Notice that the author does not condense the creation into one line. The author is showing his literal understanding of Genesis. The author also ties this creation to God’s power and faithfulness. Only one God created the universe. The idea seems to be that God is real and alone has power. When the author next appeals to God’s relationship with Israel, the reader can then understand that Israel has the one true God as an advocate.
The author, having begun the narrative of God in the Bible skips forward in history to Israel’s defining events:
Psa 136:10 To Him who struck Egypt in their firstborn, For His mercy endures forever;
Psa 136:11 And brought out Israel from among them, For His mercy endures forever;
Psa 136:12 With a strong hand, and with an outstretched arm, For His mercy endures forever;
Psa 136:13 To Him who divided the Red Sea in two, For His mercy endures forever;
Psa 136:14 And made Israel pass through the midst of it, For His mercy endures forever;
Psa 136:15 But overthrew Pharaoh and his army in the Red Sea, For His mercy endures forever;
Psa 136:16 To Him who led His people through the wilderness, For His mercy endures forever;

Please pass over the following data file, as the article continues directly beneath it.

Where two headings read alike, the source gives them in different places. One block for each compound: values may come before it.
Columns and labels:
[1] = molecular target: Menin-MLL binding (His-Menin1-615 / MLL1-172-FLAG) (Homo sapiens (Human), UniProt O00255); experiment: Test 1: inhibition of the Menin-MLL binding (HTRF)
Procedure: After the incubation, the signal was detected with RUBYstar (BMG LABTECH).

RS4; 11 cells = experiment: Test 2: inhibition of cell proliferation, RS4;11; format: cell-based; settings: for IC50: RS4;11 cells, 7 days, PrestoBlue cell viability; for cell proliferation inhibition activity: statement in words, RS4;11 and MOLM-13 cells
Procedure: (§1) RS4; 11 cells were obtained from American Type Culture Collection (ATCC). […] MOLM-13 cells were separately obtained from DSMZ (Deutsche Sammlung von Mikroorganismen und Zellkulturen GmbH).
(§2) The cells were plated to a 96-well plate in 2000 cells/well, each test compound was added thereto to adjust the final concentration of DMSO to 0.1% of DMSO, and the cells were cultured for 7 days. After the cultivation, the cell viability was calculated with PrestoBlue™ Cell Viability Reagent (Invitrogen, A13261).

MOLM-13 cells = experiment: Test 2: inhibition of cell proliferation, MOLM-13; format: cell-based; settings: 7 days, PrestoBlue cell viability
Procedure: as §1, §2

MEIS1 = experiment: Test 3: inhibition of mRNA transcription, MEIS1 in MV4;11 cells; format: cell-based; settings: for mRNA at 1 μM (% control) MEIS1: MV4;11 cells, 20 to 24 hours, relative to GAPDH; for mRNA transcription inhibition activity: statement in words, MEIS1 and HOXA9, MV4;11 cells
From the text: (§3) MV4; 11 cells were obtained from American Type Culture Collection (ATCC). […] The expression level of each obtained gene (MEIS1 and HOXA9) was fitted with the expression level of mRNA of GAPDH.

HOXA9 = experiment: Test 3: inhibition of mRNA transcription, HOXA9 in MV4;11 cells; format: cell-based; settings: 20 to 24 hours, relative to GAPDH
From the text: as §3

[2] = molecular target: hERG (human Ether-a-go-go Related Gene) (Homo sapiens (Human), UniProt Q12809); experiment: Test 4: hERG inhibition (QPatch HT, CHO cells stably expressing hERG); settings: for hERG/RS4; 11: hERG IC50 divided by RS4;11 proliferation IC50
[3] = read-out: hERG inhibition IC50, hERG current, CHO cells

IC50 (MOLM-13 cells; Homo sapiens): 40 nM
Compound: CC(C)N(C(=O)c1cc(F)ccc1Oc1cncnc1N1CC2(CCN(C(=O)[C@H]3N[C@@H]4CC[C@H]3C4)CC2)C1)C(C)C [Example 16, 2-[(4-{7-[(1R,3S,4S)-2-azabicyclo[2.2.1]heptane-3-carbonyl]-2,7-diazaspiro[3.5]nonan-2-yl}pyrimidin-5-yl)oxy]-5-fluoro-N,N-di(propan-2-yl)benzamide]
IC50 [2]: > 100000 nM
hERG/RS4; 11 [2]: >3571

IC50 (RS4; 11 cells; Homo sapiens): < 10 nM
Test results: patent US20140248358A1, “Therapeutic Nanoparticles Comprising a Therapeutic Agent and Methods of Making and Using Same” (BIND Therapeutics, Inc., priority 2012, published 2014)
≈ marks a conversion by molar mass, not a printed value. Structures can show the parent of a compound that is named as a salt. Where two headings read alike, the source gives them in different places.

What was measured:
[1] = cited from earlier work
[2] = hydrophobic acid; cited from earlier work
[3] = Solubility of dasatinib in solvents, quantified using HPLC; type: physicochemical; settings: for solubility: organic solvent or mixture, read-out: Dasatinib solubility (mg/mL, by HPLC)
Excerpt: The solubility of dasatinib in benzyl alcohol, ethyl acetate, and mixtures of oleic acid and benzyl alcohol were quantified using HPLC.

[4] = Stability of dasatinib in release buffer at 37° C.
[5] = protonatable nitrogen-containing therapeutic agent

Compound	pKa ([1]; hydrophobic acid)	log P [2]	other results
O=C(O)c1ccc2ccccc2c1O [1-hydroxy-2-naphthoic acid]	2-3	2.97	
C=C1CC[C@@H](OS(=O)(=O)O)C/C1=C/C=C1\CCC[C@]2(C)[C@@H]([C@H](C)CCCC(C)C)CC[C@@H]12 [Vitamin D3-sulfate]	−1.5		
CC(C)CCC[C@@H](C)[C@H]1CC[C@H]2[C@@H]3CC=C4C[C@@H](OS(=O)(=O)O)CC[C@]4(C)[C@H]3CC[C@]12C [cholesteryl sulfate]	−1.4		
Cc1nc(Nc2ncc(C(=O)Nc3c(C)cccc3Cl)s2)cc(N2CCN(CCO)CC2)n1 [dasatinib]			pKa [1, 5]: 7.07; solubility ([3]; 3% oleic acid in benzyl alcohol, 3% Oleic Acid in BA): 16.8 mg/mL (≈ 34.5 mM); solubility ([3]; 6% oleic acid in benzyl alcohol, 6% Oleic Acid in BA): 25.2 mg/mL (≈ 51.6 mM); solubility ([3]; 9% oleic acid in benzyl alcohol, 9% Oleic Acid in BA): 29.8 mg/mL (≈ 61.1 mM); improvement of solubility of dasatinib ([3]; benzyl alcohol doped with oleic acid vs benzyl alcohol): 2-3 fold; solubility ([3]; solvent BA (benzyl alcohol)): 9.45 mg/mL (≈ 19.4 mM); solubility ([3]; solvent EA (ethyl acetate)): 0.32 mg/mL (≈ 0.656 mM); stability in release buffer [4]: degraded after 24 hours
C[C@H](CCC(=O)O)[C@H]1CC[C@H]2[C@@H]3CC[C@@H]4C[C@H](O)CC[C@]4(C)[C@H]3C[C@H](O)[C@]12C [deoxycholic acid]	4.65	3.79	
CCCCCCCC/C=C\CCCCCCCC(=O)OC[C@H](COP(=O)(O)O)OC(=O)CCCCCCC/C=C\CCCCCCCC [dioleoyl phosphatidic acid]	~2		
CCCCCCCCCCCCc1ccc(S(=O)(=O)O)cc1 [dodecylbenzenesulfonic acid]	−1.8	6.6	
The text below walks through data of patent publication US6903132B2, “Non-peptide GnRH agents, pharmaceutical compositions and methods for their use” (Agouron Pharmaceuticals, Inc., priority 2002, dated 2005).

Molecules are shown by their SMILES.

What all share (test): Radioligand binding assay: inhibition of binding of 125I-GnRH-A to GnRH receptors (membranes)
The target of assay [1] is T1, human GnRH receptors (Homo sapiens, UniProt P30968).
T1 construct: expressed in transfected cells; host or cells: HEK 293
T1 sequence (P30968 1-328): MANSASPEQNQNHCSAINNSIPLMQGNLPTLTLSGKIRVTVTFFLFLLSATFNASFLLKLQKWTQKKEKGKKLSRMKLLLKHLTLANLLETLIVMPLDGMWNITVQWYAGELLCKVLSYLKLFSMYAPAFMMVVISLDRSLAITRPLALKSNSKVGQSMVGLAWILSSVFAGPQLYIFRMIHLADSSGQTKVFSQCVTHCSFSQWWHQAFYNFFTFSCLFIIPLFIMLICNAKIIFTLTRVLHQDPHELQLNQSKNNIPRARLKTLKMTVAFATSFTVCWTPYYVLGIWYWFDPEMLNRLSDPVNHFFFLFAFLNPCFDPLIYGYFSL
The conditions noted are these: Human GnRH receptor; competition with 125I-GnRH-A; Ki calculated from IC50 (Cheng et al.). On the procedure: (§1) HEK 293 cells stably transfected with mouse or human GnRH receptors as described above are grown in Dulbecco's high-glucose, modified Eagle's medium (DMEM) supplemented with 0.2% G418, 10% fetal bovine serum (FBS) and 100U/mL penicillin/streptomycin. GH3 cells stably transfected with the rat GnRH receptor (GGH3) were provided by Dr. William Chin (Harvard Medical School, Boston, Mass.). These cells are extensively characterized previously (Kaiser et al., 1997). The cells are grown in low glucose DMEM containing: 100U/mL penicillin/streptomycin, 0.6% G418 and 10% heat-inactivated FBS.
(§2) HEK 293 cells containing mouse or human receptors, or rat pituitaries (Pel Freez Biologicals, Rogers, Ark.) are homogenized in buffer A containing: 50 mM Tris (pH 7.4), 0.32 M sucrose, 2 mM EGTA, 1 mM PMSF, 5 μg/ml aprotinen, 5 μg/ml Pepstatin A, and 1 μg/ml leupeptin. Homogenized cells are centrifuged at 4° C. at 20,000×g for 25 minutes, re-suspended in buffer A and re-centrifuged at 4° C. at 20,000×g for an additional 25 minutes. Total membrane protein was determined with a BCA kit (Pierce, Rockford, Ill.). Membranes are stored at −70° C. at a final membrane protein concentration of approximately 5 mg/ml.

Israel’s defining event was the Exodus. Authors throughout the Bible appeal to this event to shows God’s basic characteristics: power, faithfulness, longsuffering, and intimate relationship with His people. The author of Psalms 136 is no different. God is faithful because of the Exodus.
Psa 136:17 To Him who struck down great kings, For His mercy endures forever;
Psa 136:18 And slew famous kings, For His mercy endures forever—
Psa 136:19 Sihon king of the Amorites, For His mercy endures forever;
Psa 136:20 And Og king of Bashan, For His mercy endures forever—
Psa 136:21 And gave their land as a heritage, For His mercy endures forever;
Psa 136:22 A heritage to Israel His servant, For His mercy endures forever.
The author is writing specifically about God’s faithfulness to Israel (as opposed to people in general). How is God faithful? God kills enemy nations and gives those lands to Israel. Sihon and Og were kings who opposed Israel’s entrance into the Promised Land. When the author is writing it is important to remember that he is writing to corporate Israel. Although God acts in faithfulness to Israel, those same actions may not extend to other people groups.
The author continues:
Psa 136:23 Who remembered us in our lowly state, For His mercy endures forever;
Psa 136:24 And rescued us from our enemies, For His mercy endures forever;
Psa 136:25 Who gives food to all flesh, For His mercy endures forever.
Psa 136:26 Oh, give thanks to the God of heaven! For His mercy endures forever.
God “remembered” Israel in their lowly state. This is the author thanking God for not abandoning them. The author thanks God for actively rescuing Israel from enemies. The thought behind this statement is: God could have forsaken us, but didn’t; therefore we praise Him.
The author ends this Psalm with a general statement that God blesses the entire world (through food) and a general statement of thanks.